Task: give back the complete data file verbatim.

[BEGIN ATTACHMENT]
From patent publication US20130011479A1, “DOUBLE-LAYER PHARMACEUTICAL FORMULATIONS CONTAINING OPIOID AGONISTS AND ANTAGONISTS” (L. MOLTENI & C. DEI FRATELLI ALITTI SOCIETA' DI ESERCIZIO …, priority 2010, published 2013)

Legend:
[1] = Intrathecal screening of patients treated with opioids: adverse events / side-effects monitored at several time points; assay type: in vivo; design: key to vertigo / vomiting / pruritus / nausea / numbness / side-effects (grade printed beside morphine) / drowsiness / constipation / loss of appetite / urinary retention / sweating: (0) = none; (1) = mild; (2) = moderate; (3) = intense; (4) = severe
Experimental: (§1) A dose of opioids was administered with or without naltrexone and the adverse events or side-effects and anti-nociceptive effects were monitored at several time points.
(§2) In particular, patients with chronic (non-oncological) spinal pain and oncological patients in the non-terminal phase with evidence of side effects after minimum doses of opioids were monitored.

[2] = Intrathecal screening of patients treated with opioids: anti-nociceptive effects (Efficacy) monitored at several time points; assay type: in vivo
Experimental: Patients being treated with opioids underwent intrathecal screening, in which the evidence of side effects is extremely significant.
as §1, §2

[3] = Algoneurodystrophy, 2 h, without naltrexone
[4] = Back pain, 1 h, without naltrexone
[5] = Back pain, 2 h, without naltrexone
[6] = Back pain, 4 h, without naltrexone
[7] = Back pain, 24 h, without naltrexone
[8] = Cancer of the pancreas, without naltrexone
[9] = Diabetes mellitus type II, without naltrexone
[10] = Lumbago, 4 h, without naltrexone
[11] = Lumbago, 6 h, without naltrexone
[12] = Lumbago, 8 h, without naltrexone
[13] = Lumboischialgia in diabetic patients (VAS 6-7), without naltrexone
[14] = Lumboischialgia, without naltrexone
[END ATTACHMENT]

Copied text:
From patent publication US20130011479A1, “DOUBLE-LAYER PHARMACEUTICAL FORMULATIONS CONTAINING OPIOID AGONISTS AND ANTAGONISTS” (L. MOLTENI & C. DEI FRATELLI ALITTI SOCIETA' DI ESERCIZIO …, priority 2010, published 2013)

Legend:
[1] = Intrathecal screening of patients treated with opioids: adverse events / side-effects monitored at several time points; assay type: in vivo; design: key to vertigo / vomiting / pruritus / nausea / numbness / side-effects (grade printed beside morphine) / drowsiness / constipation / loss of appetite / urinary retention / sweating: (0) = none; (1) = mild; (2) = moderate; (3) = intense; (4) = severe
Experimental: (§1) A dose of opioids was administered with or without naltrexone and the adverse events or side-effects and anti-nociceptive effects were monitored at several time points.
(§2) In particular, patients with chronic (non-oncological) spinal pain and oncological patients in the non-terminal phase with evidence of side effects after minimum doses of opioids were monitored.

[2] = Intrathecal screening of patients treated with opioids: anti-nociceptive effects (Efficacy) monitored at several time points; assay type: in vivo
Experimental: Patients being treated with opioids underwent intrathecal screening, in which the evidence of side effects is extremely significant.
as §1, §2

[3] = Algoneurodystrophy, 2 h, without naltrexone
[4] = Back pain, 1 h, without naltrexone
[5] = Back pain, 2 h, without naltrexone
[6] = Back pain, 4 h, without naltrexone
[7] = Back pain, 24 h, without naltrexone
[8] = Cancer of the pancreas, without naltrexone
[9] = Diabetes mellitus type II, without naltrexone
[10] = Lumbago, 4 h, without naltrexone
[11] = Lumbago, 6 h, without naltrexone
[12] = Lumbago, 8 h, without naltrexone
[13] = Lumboischialgia in diabetic patients (VAS 6-7), without naltrexone
[14] = Lumboischialgia, without naltrexone